El Niguel is a pleasant place to spend time, and the walkable layout flows exceptionally well, especially when you consider that it started as a 9-hole course with the second nine added later. Richardson still plays the back tees and says the 7000 yard course should be lengthened a bit. (What would you expect from a guy who hits all the par-5’s in two and drives the ball 280 yards or more consistently?) The well-treed layout demands an accurate tee ball, and errant iron shots often lead to short-sided bogeys on the tricky poa annua greens. Many years at El Niguel have honed Richardson’s driving and shotmaking, just as Johnny Miller’s legendary iron play was developed on the hilly, wet fairways of San Francisco’s Olympic Club.

I hit my best drive of the day on No. 16, and Kemp wound up ten yards behind me on the reachable par-5. The difference in our games became obvious when he hit a high, fading 3-wood pin high from 240 yards out – then goaded me (“are you going for it?”) into trying the same. My 3-wood was a low fade into the right bunker, but I managed to match Kemp’s birdie by sinking a bomb of a putt. My flash in the pan was over, but his best was yet to come.

Friel later told me that just over a month ago, Richardson missed just one fairway, and hit all 18 greens in posting an “easy” 66.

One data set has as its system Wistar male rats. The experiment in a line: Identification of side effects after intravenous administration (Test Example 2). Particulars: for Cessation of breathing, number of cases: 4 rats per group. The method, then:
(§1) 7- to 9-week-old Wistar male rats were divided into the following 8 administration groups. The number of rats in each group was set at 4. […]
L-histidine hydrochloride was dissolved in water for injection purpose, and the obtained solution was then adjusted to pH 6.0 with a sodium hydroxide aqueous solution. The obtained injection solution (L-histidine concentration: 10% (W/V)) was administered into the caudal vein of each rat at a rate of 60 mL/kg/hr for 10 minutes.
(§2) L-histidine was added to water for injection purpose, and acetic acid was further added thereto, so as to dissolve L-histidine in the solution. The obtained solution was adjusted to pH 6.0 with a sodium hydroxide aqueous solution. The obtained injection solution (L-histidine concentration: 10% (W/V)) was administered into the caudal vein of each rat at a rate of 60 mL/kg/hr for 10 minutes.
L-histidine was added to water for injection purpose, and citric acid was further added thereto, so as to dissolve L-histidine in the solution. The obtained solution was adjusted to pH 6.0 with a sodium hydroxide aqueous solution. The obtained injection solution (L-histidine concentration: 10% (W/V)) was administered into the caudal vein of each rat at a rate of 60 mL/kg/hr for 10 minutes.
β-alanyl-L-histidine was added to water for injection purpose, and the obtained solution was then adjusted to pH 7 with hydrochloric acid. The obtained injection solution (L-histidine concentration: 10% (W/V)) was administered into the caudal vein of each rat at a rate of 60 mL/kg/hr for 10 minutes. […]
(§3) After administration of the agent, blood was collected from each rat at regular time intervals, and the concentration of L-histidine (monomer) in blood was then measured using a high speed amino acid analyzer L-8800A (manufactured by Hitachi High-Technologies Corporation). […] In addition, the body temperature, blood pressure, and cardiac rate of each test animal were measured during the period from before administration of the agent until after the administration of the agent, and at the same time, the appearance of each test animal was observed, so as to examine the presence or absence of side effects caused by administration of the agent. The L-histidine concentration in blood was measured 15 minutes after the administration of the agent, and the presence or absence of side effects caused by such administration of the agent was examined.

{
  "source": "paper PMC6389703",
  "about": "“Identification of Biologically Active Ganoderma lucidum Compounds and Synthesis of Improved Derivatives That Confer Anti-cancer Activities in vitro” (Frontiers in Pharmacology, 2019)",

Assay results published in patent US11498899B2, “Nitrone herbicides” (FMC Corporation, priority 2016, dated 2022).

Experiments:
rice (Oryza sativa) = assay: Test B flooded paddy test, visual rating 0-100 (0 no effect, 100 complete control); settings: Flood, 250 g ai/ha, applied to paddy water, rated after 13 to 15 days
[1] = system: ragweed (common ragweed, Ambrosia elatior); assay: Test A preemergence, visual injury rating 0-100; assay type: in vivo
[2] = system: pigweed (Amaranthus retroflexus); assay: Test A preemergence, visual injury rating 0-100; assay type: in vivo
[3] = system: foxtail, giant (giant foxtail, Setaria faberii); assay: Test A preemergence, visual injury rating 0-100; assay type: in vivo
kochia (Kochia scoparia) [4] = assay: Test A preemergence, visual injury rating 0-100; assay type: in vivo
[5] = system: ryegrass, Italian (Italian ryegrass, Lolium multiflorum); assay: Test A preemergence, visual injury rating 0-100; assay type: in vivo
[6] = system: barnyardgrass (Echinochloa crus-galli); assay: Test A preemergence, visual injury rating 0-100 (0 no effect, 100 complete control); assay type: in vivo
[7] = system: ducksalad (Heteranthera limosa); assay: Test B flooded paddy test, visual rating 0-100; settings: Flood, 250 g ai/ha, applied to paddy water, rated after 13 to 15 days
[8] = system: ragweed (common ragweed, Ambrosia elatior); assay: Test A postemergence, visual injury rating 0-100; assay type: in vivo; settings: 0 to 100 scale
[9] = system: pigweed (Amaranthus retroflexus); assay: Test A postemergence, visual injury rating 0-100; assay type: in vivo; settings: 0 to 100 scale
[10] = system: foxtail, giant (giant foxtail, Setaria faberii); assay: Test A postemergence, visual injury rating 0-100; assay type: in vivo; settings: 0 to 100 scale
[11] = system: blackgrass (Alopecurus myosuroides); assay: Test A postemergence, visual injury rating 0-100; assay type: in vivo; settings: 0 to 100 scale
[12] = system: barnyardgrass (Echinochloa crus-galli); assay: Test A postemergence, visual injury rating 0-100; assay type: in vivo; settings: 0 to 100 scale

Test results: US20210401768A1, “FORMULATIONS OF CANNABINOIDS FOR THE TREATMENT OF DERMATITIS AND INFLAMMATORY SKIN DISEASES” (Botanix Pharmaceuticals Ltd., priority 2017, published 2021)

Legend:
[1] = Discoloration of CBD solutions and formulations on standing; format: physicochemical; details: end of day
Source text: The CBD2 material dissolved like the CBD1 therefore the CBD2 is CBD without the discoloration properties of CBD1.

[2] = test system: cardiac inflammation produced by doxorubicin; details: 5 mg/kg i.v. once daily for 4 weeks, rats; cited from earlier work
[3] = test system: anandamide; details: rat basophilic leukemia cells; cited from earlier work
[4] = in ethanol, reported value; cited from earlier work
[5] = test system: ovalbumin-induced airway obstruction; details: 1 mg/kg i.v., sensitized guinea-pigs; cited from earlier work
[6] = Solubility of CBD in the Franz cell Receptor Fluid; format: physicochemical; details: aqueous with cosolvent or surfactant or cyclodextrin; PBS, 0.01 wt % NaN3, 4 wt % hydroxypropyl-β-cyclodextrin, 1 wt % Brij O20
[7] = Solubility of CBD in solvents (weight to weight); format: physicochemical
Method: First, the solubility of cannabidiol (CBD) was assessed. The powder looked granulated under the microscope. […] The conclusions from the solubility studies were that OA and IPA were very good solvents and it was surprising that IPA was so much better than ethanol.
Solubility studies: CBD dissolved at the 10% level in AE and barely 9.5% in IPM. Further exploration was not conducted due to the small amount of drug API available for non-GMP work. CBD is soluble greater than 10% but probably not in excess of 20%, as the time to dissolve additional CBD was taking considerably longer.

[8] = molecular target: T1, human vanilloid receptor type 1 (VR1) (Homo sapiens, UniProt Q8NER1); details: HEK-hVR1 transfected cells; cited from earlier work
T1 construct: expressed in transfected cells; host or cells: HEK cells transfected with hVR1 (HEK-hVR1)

You might think that a person who routinely shoots under par and wins national senior events might have pondered a career on the Champions Tour. That thought, however, hasn’t crossed the career stock broker’s mind. He once played with Tom Watson at the US Senior Open, and while he could have made a decent check the year he finished in 35th place, Richardson is humble about his place in the game. (Let this be a lesson to anyone that ponders a second career on the Champions Tour.)

”They’re just better,” said Richardson, matter-of-factly, in describing Champions Tour players. “It’s that simple.”

Richardson enjoys the competition but isn’t in the business of counting victories and achievements. For the record, he has competed in between 20 and 25 USGA events, and finished low amateur twice in the US Senior Open over the course of his career, which has also included a fine college record at USC that included two Pac-10 individual titles. He has won the British Senior Amateur twice; in 2001 he had the rare distinction of holding both the US and British senior titles at the same time. Richardson calls his putting his weakness, but admits that it can be streaky good.

”I three putted six times in the second round of qualifying at Victoria National, but I’m feeling better over it today,” said Richardson. “I mostly hit the ball pretty well,” added the 2006 Canadian Senior Match Play champ (the third country he has won a senior championship in, by the way).

Richardson made the turn in 1-under-par 35, suffered a three putt bogey on the 1st (our 10th) then birdied 5 of the next 7 holes and could have easily posted a 32 if not for a tee shot that we lost in the left rough on No. 7. So much for a balky putter.

The card said 69, my wallet said “fork over $20 and be happy about it,” and I drove out of the parking lot behind Richardson, until he took a right turn 200 yards down the road and was probably home before I made it to the 5 freeway.